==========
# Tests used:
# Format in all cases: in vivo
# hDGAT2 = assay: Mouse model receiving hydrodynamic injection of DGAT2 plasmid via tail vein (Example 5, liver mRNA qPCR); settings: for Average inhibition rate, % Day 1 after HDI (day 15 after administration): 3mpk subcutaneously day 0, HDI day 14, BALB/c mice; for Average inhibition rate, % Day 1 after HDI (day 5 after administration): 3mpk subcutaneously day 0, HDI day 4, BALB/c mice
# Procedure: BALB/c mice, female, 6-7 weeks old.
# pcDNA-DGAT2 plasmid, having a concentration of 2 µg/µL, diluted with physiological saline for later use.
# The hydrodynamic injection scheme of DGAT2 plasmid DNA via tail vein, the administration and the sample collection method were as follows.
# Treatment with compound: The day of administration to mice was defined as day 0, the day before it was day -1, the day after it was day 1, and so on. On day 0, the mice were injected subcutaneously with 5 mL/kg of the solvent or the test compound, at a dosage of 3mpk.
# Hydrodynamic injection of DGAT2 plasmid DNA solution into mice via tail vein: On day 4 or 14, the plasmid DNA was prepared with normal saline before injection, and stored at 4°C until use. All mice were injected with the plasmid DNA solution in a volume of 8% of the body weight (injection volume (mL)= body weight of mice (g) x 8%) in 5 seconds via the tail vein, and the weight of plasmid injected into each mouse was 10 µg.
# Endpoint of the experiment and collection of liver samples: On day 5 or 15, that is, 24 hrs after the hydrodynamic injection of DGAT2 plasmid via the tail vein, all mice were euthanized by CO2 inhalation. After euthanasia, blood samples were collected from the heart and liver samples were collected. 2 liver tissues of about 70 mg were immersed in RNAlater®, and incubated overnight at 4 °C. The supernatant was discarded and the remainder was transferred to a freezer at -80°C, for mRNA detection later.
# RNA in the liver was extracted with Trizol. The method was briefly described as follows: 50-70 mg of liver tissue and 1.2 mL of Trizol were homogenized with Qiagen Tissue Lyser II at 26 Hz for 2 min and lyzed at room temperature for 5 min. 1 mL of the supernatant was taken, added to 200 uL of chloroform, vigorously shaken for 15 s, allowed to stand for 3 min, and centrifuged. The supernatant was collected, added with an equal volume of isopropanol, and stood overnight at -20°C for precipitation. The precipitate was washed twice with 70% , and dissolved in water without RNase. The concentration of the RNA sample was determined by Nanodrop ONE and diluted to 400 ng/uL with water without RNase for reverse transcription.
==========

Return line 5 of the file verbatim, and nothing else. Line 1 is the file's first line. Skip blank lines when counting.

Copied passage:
# pcDNA-DGAT2 plasmid, having a concentration of 2 µg/µL, diluted with physiological saline for later use.